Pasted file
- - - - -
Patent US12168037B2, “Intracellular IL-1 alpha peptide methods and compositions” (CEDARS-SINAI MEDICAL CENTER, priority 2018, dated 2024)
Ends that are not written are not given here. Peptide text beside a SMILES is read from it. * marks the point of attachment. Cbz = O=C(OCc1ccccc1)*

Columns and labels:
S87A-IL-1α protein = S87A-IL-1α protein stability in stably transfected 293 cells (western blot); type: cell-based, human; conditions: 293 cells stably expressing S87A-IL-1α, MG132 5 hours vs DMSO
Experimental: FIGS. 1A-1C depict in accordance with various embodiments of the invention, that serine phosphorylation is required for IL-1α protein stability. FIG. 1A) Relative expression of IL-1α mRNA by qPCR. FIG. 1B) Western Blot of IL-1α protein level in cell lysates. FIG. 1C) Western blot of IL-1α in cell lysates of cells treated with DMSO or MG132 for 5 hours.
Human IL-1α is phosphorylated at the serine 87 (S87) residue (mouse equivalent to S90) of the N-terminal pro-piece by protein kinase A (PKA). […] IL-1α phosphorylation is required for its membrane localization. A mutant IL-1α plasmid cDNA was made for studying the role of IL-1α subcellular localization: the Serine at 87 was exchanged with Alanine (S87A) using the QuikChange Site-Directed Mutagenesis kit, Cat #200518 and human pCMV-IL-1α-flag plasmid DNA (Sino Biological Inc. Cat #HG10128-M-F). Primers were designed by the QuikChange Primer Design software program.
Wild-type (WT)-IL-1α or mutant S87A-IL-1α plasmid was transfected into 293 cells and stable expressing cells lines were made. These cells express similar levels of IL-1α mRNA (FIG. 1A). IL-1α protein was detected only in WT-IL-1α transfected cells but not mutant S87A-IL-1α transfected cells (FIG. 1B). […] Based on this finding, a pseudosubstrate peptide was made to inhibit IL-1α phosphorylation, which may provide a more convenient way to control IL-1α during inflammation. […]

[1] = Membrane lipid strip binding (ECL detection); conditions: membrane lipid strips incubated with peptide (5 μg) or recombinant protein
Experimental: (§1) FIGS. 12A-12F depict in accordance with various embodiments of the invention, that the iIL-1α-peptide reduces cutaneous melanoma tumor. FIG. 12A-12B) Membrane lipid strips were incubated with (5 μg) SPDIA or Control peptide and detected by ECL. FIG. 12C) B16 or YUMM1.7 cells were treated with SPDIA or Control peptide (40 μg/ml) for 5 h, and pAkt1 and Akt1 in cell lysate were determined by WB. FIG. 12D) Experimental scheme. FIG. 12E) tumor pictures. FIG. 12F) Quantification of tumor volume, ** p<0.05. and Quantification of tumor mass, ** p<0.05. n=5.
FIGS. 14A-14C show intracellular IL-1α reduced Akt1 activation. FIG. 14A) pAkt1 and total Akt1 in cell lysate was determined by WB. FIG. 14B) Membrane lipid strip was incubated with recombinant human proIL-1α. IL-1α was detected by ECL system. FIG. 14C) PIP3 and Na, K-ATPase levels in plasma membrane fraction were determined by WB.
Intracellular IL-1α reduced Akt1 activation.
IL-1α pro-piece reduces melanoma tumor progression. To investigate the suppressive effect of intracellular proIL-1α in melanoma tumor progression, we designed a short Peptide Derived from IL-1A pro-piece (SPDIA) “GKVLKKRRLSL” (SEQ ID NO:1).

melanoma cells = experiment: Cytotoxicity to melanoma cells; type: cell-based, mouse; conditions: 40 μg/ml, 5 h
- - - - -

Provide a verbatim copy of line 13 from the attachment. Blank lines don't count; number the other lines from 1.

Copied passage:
melanoma cells = experiment: Cytotoxicity to melanoma cells; type: cell-based, mouse; conditions: 40 μg/ml, 5 h